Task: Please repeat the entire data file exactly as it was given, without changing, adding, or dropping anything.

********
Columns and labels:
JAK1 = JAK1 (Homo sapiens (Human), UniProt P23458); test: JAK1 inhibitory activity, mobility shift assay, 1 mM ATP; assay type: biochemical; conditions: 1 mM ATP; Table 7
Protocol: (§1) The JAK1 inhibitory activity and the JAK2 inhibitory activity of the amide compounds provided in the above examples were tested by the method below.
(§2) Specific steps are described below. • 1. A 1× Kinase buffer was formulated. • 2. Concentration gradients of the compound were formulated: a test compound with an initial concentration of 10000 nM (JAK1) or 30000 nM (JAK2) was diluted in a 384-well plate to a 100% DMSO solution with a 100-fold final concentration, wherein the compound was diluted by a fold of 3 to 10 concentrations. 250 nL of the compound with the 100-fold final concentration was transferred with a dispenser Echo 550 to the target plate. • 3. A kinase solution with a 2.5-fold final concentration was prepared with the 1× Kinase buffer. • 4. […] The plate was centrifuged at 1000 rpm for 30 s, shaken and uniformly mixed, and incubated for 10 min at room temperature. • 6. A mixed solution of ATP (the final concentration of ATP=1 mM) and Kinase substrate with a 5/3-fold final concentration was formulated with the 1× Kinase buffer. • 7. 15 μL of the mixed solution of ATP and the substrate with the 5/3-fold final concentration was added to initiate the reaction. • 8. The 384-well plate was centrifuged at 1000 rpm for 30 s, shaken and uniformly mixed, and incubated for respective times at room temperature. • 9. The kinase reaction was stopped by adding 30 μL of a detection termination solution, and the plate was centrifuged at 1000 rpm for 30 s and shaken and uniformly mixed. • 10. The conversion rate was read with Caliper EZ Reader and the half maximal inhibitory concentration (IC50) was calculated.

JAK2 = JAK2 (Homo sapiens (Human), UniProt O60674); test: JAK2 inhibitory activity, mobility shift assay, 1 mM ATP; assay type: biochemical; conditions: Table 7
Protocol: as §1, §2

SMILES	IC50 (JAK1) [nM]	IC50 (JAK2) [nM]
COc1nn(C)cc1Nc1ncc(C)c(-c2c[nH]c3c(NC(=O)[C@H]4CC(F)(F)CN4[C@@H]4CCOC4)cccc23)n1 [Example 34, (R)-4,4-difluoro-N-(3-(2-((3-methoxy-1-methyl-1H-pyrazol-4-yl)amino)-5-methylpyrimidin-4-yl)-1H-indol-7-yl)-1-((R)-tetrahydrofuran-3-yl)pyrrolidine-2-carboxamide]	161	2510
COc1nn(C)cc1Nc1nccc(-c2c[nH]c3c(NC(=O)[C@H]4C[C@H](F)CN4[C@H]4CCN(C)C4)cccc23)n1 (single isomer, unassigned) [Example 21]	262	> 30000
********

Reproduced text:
Columns and labels:
JAK1 = JAK1 (Homo sapiens (Human), UniProt P23458); test: JAK1 inhibitory activity, mobility shift assay, 1 mM ATP; assay type: biochemical; conditions: 1 mM ATP; Table 7
Protocol: (§1) The JAK1 inhibitory activity and the JAK2 inhibitory activity of the amide compounds provided in the above examples were tested by the method below.
(§2) Specific steps are described below. • 1. A 1× Kinase buffer was formulated. • 2. Concentration gradients of the compound were formulated: a test compound with an initial concentration of 10000 nM (JAK1) or 30000 nM (JAK2) was diluted in a 384-well plate to a 100% DMSO solution with a 100-fold final concentration, wherein the compound was diluted by a fold of 3 to 10 concentrations. 250 nL of the compound with the 100-fold final concentration was transferred with a dispenser Echo 550 to the target plate. • 3. A kinase solution with a 2.5-fold final concentration was prepared with the 1× Kinase buffer. • 4. […] The plate was centrifuged at 1000 rpm for 30 s, shaken and uniformly mixed, and incubated for 10 min at room temperature. • 6. A mixed solution of ATP (the final concentration of ATP=1 mM) and Kinase substrate with a 5/3-fold final concentration was formulated with the 1× Kinase buffer. • 7. 15 μL of the mixed solution of ATP and the substrate with the 5/3-fold final concentration was added to initiate the reaction. • 8. The 384-well plate was centrifuged at 1000 rpm for 30 s, shaken and uniformly mixed, and incubated for respective times at room temperature. • 9. The kinase reaction was stopped by adding 30 μL of a detection termination solution, and the plate was centrifuged at 1000 rpm for 30 s and shaken and uniformly mixed. • 10. The conversion rate was read with Caliper EZ Reader and the half maximal inhibitory concentration (IC50) was calculated.

JAK2 = JAK2 (Homo sapiens (Human), UniProt O60674); test: JAK2 inhibitory activity, mobility shift assay, 1 mM ATP; assay type: biochemical; conditions: Table 7
Protocol: as §1, §2

SMILES	IC50 (JAK1) [nM]	IC50 (JAK2) [nM]
COc1nn(C)cc1Nc1ncc(C)c(-c2c[nH]c3c(NC(=O)[C@H]4CC(F)(F)CN4[C@@H]4CCOC4)cccc23)n1 [Example 34, (R)-4,4-difluoro-N-(3-(2-((3-methoxy-1-methyl-1H-pyrazol-4-yl)amino)-5-methylpyrimidin-4-yl)-1H-indol-7-yl)-1-((R)-tetrahydrofuran-3-yl)pyrrolidine-2-carboxamide]	161	2510
COc1nn(C)cc1Nc1nccc(-c2c[nH]c3c(NC(=O)[C@H]4C[C@H](F)CN4[C@H]4CCN(C)C4)cccc23)n1 (single isomer, unassigned) [Example 21]	262	> 30000